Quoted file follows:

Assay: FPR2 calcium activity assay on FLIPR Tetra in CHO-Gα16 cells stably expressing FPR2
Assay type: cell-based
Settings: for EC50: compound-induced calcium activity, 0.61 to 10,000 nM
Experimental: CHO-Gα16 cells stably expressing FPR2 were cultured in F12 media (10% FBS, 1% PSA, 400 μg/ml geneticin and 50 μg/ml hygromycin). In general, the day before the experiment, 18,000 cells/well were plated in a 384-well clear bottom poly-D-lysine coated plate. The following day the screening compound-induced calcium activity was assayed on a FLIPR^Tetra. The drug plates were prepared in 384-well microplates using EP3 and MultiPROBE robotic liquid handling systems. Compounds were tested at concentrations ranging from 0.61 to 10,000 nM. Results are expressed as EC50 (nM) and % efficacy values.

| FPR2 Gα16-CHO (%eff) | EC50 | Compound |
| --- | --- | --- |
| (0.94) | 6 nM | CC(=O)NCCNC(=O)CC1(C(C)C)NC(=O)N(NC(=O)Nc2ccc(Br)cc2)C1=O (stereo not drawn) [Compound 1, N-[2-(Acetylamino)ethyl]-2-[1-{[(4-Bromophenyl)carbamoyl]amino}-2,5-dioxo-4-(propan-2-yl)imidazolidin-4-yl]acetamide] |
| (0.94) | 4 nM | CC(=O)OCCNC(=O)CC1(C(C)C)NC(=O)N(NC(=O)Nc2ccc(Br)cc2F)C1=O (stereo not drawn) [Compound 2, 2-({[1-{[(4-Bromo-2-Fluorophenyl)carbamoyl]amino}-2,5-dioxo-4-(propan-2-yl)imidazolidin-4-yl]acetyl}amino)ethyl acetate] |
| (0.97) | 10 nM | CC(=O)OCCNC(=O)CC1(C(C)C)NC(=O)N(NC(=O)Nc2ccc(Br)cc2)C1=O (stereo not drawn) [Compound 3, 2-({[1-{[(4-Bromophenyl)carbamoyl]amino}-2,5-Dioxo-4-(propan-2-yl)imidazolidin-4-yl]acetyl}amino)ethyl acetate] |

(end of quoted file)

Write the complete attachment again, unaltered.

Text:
Assay: FPR2 calcium activity assay on FLIPR Tetra in CHO-Gα16 cells stably expressing FPR2
Assay type: cell-based
Settings: for EC50: compound-induced calcium activity, 0.61 to 10,000 nM
Experimental: CHO-Gα16 cells stably expressing FPR2 were cultured in F12 media (10% FBS, 1% PSA, 400 μg/ml geneticin and 50 μg/ml hygromycin). In general, the day before the experiment, 18,000 cells/well were plated in a 384-well clear bottom poly-D-lysine coated plate. The following day the screening compound-induced calcium activity was assayed on a FLIPR^Tetra. The drug plates were prepared in 384-well microplates using EP3 and MultiPROBE robotic liquid handling systems. Compounds were tested at concentrations ranging from 0.61 to 10,000 nM. Results are expressed as EC50 (nM) and % efficacy values.

| FPR2 Gα16-CHO (%eff) | EC50 | Compound |
| --- | --- | --- |
| (0.94) | 6 nM | CC(=O)NCCNC(=O)CC1(C(C)C)NC(=O)N(NC(=O)Nc2ccc(Br)cc2)C1=O (stereo not drawn) [Compound 1, N-[2-(Acetylamino)ethyl]-2-[1-{[(4-Bromophenyl)carbamoyl]amino}-2,5-dioxo-4-(propan-2-yl)imidazolidin-4-yl]acetamide] |
| (0.94) | 4 nM | CC(=O)OCCNC(=O)CC1(C(C)C)NC(=O)N(NC(=O)Nc2ccc(Br)cc2F)C1=O (stereo not drawn) [Compound 2, 2-({[1-{[(4-Bromo-2-Fluorophenyl)carbamoyl]amino}-2,5-dioxo-4-(propan-2-yl)imidazolidin-4-yl]acetyl}amino)ethyl acetate] |
| (0.97) | 10 nM | CC(=O)OCCNC(=O)CC1(C(C)C)NC(=O)N(NC(=O)Nc2ccc(Br)cc2)C1=O (stereo not drawn) [Compound 3, 2-({[1-{[(4-Bromophenyl)carbamoyl]amino}-2,5-Dioxo-4-(propan-2-yl)imidazolidin-4-yl]acetyl}amino)ethyl acetate] |